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Matovu George William
How can you find parts of Internet servers that are normally hidden from your browser?

Sometimes search engines like Yahoo or Google can do the hard work for us. For example if we give to Google: intitle:"Index of administrators.pwd" it will give us back some very interesting results.Now even better we can give: intitle:"Index of /etc/"If we use our imagination we can give intitle:"Index of /etc/group" and bingo!! There are many combinations we can think like: intitle:"Index of /cgi-bin/" or cgi-bin/etc or, or, or....!!

There are a number of web tutorials on how to use search engines to find computers that let your browser just walk in and look at and download almost anything, even things that aren't on their web sites. You can learn a great deal about how an Internet server works by using these techniques. In this Guide we go a few steps further than these tutorials. We also show what to do after finding interesting servers, and how to enjoy them without getting into trouble.
How to Find Hidden Music Files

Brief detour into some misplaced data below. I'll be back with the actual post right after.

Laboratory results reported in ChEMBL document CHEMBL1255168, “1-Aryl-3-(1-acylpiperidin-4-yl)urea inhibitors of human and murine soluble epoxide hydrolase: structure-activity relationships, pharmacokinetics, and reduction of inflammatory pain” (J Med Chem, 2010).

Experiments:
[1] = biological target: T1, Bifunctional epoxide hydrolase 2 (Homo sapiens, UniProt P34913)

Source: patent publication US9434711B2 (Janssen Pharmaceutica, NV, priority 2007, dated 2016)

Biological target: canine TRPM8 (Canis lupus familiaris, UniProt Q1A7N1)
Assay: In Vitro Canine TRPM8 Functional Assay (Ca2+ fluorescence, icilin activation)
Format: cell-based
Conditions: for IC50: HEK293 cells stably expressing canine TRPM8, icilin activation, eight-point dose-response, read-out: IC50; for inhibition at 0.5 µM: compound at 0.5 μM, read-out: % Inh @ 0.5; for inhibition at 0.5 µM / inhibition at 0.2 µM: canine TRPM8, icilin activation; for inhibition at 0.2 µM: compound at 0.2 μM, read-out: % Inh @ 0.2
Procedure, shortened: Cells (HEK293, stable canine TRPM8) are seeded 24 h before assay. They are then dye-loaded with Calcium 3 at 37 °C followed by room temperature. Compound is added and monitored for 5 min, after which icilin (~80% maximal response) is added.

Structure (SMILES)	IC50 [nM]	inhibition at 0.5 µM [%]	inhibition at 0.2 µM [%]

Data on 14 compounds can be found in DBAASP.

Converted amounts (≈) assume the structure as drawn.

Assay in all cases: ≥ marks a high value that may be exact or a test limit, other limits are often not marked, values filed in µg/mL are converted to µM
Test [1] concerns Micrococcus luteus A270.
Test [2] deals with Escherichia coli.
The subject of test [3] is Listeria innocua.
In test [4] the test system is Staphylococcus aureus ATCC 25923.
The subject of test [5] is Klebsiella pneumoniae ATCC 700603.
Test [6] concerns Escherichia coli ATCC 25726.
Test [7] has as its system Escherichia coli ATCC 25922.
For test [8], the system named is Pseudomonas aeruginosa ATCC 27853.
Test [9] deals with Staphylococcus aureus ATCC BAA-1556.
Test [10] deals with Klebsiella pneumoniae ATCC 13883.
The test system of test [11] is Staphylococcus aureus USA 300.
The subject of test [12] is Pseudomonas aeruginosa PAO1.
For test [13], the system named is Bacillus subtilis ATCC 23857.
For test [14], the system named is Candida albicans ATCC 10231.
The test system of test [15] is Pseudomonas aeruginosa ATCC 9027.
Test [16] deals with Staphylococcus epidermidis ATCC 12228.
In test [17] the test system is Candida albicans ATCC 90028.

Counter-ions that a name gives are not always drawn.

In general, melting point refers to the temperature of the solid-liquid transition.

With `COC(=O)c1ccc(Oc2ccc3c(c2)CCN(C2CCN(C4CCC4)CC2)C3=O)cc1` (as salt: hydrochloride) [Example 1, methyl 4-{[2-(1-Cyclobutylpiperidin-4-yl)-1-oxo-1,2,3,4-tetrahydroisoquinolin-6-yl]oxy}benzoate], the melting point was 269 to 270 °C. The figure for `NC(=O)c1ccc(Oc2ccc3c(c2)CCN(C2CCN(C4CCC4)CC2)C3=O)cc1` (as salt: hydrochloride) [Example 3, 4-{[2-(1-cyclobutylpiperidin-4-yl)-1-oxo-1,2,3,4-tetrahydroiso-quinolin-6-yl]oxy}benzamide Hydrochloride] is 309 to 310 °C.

Let's start with something fun and useful. You can get sued or infected by viruses by using a peer-to-peer file program to download music from other folks, home computers. However, there are many Internet servers that offer free, legal music. Here's a way to find even the most obscure of them, even find files that aren't listed on the web page associated with the download site. Most ftp servers (which offer downloads) keep everything in a directory called ftproot.
Try a Google search on inurl:ftproot. Here's one I found;.

Using a download site such as this is pretty good insurance against getting sued for music piracy. Although some sleazy web sites do offer pirated music files, they get shut down fast. In this case, by using the "Index of" search trick, you have found a way to view the web site that tells you the dates of its files. This site has clearly been in business a long time. This suggests it isn't a piracy site.
Most importantly, you can read the date of each individual music file. If it is before 2003, you can be pretty sure it isn't one of those fingerprinted files the RIAA is using to catch pirates. And if you swear off using peer-to-peer file sharing programs entirely, no one is going to be able to use these programs to snoop on your hard drive.


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